# Safe Use of bignumber.js

JavaScript numbers are often inadequate to precisely represent numerical
values for many applications. `bignumber.js`

is a popular JavaScript package
used in many financial and blockchain related projects to overcome this
problem.

We present some of the perils of working with `bignumber.js`

and how to
mitigate them.

## Arbitrary-precision arithmetic in JavaScript

JavaScript has only one number type, aptly named `Number`

. `Number`

supports
64-bit floating-point values and is specified in the IEEE 754 standard. This
format, while good for many general purpose applications, lacks the precision
needed for certain applications that are sensitive to rounding errors.

Some programming languages such as Clojure handle this problem by automatically
promoting numbers that require more precision to a `BigInt`

or `Ratio`

type.
Other languages address these needs by including arbitrary-precision number
types in their standard library. In stark contrast with these other languages,
JavaScript is probably one of the few mainstream languages without standard
support for arbitrary-precision types.

Fortunately, the vibrant JavaScript community came up with many solutions. One
of the more notable solution is `bignumber.js`

.

## How to use BigNumber.js

We are not going to cover how to use `bignumber.js`

. For that, you can refer to
its excellent documentation.

## How not to use BigNumber.js

`BigNumber`

is a great library and most of the time, it doesn’t get in your
way. Because it’s so easy to use, it’s equally easy to fall under the illusion
that all your calculations are now precise and *safe*.

For our purpose, safety here means `BigNumber`

is able to give correct result
in numerical computations, and that the serialized form of a `BigNumber`

can be
parsed by other libraries that expect a (potentially big) number without error.

### Don’t Use `BigNumber`

in Primitive Operations

When `BigNumber`

instances are used in primitive operations such as `+`

, `>`

,
*type coercion* occurs. The primitive operator will cause its operands, in our
case `BigNumber`

, to be automatically converted to a primitive type by calling
the `valueOf`

method on the object. The result of the operation may appear
correct superficially, but semantically incorrect.

For example, the following is a mathematically false statement:

```
0.1 > 0.3 - 0.2
```

When expressed as BigNumber, the result we obtain is also correct:

```
BigNumber(0.1).isGreaterThan(BigNumber(0.3).minus(BigNumber(0.2)))
// => false
```

If the same operation was carried out with primitive operation, the result is incorrect:

```
BigNumber(0.1) > (BigNumber(0.3) - BigNumber(0.2))
// => true
```

It is easy to accidentally use BigNumber in primitive operations. While TypeScript catches the use of BigNumber in +, -, *, and / during compile time, the safety guaranteed is not available at runtime.

The author of `bignumber.js`

recommends making the following change to the
prototype of the default BigNumber constructor to disable *type coercion*,
which is what makes BigNumber, a non-primitive type, behaving like a primitive
type when used in the position of primitive operands.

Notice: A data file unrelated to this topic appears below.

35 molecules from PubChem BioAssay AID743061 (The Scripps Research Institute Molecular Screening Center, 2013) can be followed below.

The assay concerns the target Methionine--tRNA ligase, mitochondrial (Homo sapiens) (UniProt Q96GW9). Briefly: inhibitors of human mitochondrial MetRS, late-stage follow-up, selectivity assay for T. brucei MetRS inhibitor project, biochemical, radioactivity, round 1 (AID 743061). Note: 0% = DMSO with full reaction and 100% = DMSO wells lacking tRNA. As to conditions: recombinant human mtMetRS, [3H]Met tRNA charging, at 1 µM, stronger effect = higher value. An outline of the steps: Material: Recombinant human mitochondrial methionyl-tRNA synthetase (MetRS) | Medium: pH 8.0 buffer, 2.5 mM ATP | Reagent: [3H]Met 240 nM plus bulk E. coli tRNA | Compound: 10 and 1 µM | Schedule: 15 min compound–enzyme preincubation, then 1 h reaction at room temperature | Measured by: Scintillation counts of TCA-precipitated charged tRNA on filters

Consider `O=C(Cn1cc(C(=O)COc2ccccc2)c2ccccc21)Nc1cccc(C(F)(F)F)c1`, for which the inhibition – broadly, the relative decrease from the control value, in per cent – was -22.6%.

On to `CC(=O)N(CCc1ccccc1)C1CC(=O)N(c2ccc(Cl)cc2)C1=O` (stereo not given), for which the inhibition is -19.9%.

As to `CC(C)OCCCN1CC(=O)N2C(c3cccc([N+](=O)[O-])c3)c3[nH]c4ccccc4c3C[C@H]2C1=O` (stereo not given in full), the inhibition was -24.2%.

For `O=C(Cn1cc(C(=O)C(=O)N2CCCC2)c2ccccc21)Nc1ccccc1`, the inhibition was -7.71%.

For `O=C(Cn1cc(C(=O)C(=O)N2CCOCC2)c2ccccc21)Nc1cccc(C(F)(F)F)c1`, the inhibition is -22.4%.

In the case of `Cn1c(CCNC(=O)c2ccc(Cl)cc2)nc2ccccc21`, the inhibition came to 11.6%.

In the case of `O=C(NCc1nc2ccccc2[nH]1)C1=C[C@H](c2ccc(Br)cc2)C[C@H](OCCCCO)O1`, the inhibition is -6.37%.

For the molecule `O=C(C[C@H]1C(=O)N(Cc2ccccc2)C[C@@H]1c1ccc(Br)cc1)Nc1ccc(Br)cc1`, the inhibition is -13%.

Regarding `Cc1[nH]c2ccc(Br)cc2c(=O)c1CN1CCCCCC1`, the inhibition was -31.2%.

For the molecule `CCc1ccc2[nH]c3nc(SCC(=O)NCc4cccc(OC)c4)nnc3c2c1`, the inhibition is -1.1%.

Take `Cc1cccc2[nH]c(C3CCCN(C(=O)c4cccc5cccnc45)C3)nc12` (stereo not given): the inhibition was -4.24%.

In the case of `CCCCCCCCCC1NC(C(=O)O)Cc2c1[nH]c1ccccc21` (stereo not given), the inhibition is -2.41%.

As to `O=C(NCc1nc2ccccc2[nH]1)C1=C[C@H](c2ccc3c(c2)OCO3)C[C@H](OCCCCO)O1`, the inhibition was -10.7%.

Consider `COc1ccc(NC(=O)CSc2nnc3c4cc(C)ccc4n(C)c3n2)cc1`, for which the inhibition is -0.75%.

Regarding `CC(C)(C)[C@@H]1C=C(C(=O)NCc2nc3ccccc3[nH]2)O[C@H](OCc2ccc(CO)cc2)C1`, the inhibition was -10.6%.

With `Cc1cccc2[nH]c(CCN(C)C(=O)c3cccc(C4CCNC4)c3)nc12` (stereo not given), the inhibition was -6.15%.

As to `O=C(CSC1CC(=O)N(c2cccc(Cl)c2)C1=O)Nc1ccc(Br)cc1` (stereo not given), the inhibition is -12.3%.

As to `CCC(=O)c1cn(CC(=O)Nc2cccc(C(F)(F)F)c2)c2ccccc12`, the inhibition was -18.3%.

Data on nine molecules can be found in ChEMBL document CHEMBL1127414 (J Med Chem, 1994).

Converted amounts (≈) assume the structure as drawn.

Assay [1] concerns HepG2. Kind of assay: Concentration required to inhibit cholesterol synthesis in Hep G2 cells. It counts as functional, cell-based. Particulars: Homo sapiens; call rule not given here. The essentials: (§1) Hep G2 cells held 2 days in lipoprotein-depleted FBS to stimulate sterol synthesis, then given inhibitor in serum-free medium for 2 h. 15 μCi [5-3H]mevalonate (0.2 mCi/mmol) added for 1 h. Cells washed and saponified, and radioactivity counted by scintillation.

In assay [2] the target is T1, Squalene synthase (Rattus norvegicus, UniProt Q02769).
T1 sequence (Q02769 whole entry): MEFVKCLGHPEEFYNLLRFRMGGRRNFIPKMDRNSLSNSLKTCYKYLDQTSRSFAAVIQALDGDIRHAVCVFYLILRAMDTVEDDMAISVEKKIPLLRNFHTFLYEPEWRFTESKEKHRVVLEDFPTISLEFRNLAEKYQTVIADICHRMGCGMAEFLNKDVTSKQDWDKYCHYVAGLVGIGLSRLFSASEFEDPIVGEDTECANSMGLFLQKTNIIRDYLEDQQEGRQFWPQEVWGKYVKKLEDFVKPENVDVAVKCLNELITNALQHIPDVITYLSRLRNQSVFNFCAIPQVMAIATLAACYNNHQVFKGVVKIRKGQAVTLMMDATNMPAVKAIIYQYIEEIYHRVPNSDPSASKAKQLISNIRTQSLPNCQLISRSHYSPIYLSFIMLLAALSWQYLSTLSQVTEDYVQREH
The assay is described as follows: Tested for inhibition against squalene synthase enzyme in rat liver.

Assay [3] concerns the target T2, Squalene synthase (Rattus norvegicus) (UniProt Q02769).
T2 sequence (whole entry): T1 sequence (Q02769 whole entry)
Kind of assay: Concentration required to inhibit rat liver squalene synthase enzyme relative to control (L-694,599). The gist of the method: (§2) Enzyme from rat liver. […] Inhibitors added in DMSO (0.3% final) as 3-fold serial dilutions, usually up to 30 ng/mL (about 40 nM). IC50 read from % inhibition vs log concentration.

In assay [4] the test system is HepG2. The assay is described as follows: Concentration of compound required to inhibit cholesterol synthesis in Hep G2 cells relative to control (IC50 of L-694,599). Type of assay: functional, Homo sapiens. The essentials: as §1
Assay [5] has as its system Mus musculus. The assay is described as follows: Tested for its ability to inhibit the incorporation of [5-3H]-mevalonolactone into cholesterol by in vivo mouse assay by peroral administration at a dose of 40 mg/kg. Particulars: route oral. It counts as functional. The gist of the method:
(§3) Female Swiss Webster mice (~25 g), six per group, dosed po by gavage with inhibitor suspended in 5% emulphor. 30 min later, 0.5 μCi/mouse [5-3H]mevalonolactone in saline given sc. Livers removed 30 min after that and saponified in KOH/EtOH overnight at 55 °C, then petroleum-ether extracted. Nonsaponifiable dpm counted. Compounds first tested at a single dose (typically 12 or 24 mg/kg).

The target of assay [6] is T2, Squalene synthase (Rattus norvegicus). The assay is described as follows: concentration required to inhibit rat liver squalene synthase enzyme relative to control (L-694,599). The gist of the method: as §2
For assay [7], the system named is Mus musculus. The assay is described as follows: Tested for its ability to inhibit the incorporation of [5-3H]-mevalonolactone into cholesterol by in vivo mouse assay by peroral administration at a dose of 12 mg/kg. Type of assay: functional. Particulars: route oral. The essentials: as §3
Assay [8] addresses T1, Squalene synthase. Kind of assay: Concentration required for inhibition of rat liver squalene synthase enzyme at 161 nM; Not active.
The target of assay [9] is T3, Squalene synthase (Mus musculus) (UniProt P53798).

```
BigNumber.prototype.valueOf = function () {
throw Error('valueOf called!')
}
```

Note that this only works with `BigNumber.js`

version 8 or above. See
type coercion in the
`bignumber.js`

documentation for details.

### Don’t Use `toString()`

to get a string representation of `BigNumber`

Some libraries, such as `ethers.js`

, work with arbitrary-precision numbers by
parsing those numbers as `string`

. The numbers are expected to be in
*non-exponential* format.

For example, those libraries would expect the maximum 256-bit unsigned integer to be expressed as:

```
115792089237316195423570985008687907853269984665640564039457584007913129639935
```

One may reasonably expect the `toString()`

method of `BigNumber`

to give this
representation. Unfortunately, this is not the case:

```
BigNumber(2).pow(256).minus(1).toString()
// => 1.15792089237316195423570985008687907853269984665640564039457584007913129639935e+77
```

The behavior of `toString()`

mirrors that of the JavaScript primitive numbers.
That is, when a `BigNumber`

the exponent part of a BigNumber is larger than 20
or smaller than -7, the exponent notation is used.

To avoid parsing error in libraries that do not work with the exponential
format, the conversion to string should be done with `toString(10)`

:

```
BigNumber(2).pow(256).minus(1).toString(10)
// => 115792089237316195423570985008687907853269984665640564039457584007913129639935
```

To avoid the exponential notation becoming a problem in practice, we can
configure the `BigNumber`

constructor to almost never convert those `BigNumber`

instances to exponent notation by changing the `EXPONENTIAL_AT`

. This is done
by changing the `EXPONENTIAL_AT`

setting from its default `[-7, 20]`

to the
maximum allowed range `[-1e9, 1e9]`

.

See http://mikemcl.github.io/bignumber.js/#exponential-at

## TL;DR

To use `BigNumber`

safely, create a new `BigNumber`

constructor that prevents
its instances from being used in primitive operations and converting to string
in exponent format:

```
const SafeBigNumber = BigNumber.clone({
EXPONENTIAL_AT: [-1e9, 1e9]
})
// Prevent use in primitive operations.
// See https://mikemcl.github.io/bignumber.js/#type-coercion
SafeBigNumber.prototype.valueOf = function() {
throw Error('Conversion to primitive type is prohibited')
}
```

This create `BigNumber`

that are compatible with the ones created by the
default `BigNumber`

constructor.

You can now use an instance of `SafeBigNumber`

just like a regular `BigNumber`

:

```
const one = new SafeBigNumber(1)
BigNumber.isBigNumber(one) // => true
```

## Acknowledgement

Thanks to Kyle Williams, Lio Lunesu, and Mathis Antony for providing valuable feedback.